But remember, I'm that guy looking for that wedding night experience. First dates that end with a polite goodbye at the door aren't exactly what I was looking for. And what about all those agents who haven't contacted me yet? Is my work under review, or have I been kicked to the curb? (It was a bit disconcerting to see that two of the agents I've sent to are on the list of the top 10 agents least likely to reply. Marvelous.) Where is that agent who believes in me as much as I believe in myself?

Of course, I have definite impressions from my contact with the few agents I've heard from. There are two of them I absolutely love, and I will talk about them in my next post. (I'll give a couple of honorable mentions as well.) And later I will deal with the query letter, that first contact with an agent that is one of the most difficult writing assignments imaginable. (Hint: Take a manuscript of more than 200 pages and boil it down to 250 words or less ... and make it good enough to sell that agent who is wading through hundreds of similar works. And for added weight, those words could determine your future in this business.)

Keep writing, keep creating, keep believing.

Monday, March 7, 2011

Alice in Wonderland

I have written enough during a 35-year career on newspapers to fill a small library. I have been part of several departments that have been ranked among the 10 best in America. I know how to be a manager. I know how to write for journalism. I know how to edit other writers. But nothing ... absolutely nothing ... in all that experience prepared me for the world of publishing ... the agent-and-publishing house side of creativity.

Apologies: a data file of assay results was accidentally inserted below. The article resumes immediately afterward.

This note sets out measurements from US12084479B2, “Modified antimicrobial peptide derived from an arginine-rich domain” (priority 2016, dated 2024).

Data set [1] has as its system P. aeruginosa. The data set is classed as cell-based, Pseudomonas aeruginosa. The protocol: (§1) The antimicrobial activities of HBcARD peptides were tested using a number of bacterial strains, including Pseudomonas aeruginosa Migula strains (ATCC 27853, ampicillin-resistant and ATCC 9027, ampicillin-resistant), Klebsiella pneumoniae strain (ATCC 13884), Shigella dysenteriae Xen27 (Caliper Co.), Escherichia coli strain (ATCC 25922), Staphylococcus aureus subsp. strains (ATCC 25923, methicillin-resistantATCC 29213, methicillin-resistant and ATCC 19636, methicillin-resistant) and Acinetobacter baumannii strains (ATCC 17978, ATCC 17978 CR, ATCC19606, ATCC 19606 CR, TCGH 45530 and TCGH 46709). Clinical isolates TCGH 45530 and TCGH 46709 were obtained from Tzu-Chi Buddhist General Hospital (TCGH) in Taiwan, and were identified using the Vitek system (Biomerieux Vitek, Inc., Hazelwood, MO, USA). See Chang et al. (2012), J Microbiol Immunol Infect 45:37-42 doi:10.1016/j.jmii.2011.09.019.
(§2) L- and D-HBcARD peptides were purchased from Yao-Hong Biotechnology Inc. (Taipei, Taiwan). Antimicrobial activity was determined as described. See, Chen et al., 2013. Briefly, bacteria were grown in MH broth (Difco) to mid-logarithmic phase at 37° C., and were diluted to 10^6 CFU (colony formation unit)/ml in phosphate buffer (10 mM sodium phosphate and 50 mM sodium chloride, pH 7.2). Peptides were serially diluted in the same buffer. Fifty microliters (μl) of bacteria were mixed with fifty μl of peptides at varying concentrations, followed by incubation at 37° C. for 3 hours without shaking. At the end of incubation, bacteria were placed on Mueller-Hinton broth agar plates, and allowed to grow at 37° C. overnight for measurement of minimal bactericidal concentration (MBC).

I know I'm not alone. This blog is designed for all the first-timers to get together and commiserate.

Good agents get hundreds of queries (the name of the short pitch an aspiring writer sends) a week. Very, very few of those aspiring writers are invited into the select circle of published authors. Hence, I know there is a crowded world of first-timers out there, so let's share some of our stories.

I believe there is one thing that unites all of us: We believe intensely in our work. I spent a year of my life carving out time to write and edit my novel, all while working a fulltime job and handling the duties of spouse/son/father/grandfather/etc. I would arm myself with a few cups of coffee to shake off the early morning cobwebs, head to my computer and compose. If the creative spirit was really moving, I would bury myself in this world I was creating until a glance at the clock showed it was midafternoon and I had to get ready to go to my other job (which has a much smaller window for creativity). But I would emerge from that writing session feeling so energized. I counted the hours until the next splashes of coffee and immersion into the world I was building.

Now comes the hard part ... getting this labor of love sold. I don't want to go the self-publishing route, which means I have to find an agent. Easier said than done. There are hundreds of them, but an individual agent is pummeled by authors who are just as committed to their works as I am to mine. I called this blog The First-Timers knowing that there was a bit of a sexual context to the title. Getting an agent and getting published is a little like a single person imagining a wedding night. You know it probably will be great. If you are realistic, you also know the ensuing marriage will take lots of hard work and a fair bit of sacrifice. But reaching the wedding night and getting an agent have a similar dilemma ... you have to find someone who believes in you as much as you believe in yourself.

I'll touch on that agent part of this world in my next post. In the meantime, keep writing, keep creating, keep believing.